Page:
As the leaves curl and fall from the trees and the night creeps upon the day earlier and earlier, it is time to curl up in a chair with a blanket (and maybe a glass of wine) and read a tale or two of horror. Make sure the doors are locked and the windows firmly closed. And that creaking sound upstairs? That’s just the pipes of the central heating. Probably.
From this week until the week of Halloween, I will be giving a few horror novel recommendations to get you in the spirit (ghost) of the holiday: a season of horror, if you will. Some you will likely have heard of but hopefully there are some you haven’t. So, without further ado, here are five of the best haunted house novels to read this Halloween!
The Elementals by Michael McDowell
After the bizarre funeral of matriarch Marian Savage, the two branches of the family decide to go on a little trip to their summer homes; a little cove in a place called Beldame on the Alabama coast where they spent many summers as children.
When they arrive, they notice that one of the three houses is slowly being consumed by a sand dune that reaches right up to the windows of the second floor. As the sand gathers, the family begin to realise that there might be something inside that house. Something from the family’s ancient past. Something inhuman.
Hell House by Richard Matheson
Four brave (and/or mad) people—Dr. Lionel Barrett, a physicist with a passion for parapsychology; his wife; Florence Tanner, a mental medium; and Benjamin Franklin Fischer, a physical medium who has abandoned his talents—are hired by a millionaire to investigate the question of life after death in the most haunted house in the world. The house is so haunted, in fact, that Benjamin was the lone survivor from a previous, unsuccessful exploration. The investigators get on with their research but strange things begin to happen around them: visions, apparitions and the like. Cracks appear in their relationships and their sanity as their little investigation spirals out of control.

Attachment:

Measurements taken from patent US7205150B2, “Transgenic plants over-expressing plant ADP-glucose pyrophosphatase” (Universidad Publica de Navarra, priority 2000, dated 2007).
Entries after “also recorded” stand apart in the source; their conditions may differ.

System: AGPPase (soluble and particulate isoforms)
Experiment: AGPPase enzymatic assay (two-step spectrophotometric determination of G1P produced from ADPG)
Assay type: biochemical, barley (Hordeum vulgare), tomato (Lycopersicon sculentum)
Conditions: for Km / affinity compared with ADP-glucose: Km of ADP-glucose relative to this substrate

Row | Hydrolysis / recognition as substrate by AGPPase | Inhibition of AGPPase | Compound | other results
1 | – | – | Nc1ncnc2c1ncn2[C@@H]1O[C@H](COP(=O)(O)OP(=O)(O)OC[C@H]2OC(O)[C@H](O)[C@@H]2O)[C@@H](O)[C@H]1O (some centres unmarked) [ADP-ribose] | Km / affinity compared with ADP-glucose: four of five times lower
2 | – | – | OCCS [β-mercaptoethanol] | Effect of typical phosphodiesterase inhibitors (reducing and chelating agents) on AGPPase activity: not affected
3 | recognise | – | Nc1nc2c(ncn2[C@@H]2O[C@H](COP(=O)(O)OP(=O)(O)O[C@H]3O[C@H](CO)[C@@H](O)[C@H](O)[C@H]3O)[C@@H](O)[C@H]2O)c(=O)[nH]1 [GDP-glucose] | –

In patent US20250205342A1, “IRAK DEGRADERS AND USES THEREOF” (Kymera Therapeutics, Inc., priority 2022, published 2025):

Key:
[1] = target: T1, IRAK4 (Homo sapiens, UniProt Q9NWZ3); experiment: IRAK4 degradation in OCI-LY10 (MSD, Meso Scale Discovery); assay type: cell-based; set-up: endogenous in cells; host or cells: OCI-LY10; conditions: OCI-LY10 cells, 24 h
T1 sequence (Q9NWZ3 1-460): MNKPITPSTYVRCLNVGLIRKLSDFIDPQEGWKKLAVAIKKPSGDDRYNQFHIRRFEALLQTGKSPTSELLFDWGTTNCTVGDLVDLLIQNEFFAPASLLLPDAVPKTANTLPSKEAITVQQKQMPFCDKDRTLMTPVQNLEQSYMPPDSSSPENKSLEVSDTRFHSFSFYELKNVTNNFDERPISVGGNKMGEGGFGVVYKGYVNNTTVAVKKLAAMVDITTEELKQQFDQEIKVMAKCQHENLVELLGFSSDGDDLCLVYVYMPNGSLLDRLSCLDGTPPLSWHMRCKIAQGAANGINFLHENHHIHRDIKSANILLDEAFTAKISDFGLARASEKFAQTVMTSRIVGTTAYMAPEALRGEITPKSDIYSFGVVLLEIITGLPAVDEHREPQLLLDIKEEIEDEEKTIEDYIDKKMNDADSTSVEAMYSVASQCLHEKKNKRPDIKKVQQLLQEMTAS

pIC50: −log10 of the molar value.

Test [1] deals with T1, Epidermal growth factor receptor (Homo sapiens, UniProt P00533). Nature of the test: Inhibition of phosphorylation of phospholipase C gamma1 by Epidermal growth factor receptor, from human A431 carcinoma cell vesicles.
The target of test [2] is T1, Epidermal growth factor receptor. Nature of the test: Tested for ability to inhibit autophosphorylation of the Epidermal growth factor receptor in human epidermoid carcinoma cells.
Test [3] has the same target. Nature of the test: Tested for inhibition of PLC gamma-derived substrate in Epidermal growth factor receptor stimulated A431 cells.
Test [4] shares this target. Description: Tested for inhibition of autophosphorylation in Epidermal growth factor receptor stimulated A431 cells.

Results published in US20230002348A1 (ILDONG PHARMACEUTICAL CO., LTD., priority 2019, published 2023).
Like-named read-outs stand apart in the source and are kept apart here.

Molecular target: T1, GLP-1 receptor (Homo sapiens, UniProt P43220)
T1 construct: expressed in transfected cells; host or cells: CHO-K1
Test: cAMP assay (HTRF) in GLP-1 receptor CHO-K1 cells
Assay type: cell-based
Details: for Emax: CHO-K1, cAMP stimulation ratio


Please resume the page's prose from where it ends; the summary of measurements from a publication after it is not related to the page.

Within These Walls by Ania Ahlborn
A has-been true-crime writer, Lucas Graham, and his daughter move into a house that was once the scene of a grizzly, ritualistic murder. He holds onto the hope that the notoriously silent convicted murderer of the crime might grant him an interview and he can turn the fortunes of his family around (and win his wife back) by using the interview in what he hopes will be a bestselling true-crime book.
As Lucas’ relationship with his daughter becomes strained, both of them distancing themselves from each other, they both begin to see things that cannot possibly exist. And yet, they cannot shake the feeling that they might not be alone in the house.
You can read my full review here.
An English Ghost Story by Kim Newman
The Naremores, like many clueless characters in traditional ghost stories, decide to move from the city to a quaint little patch of the British countryside: The Hollow, a beautiful country home in Somerset and once home to a successful novelist. What could possibly go wrong in this idyllic setting?
It all starts so well with the house seeming to bring the family a sense of peace and harmony, but as they regress into their old ways, the house (and its ghosts) turns against them, transforming their dream home into a labyrinthine nightmare and the Naremores soon realise you cannot run from your problems.
Slade House by David Mitchell
In typical Mitchell fashion, the story of Slade House spans over three decades and features multiple narratives from many walks of life that twist and weave and converge at various points. It begins with an invitation to attend a recital at the lovely Slade House. Only Slade House is not at all lovely. Abandon all hope ye who enter through the small black iron door, you may never return.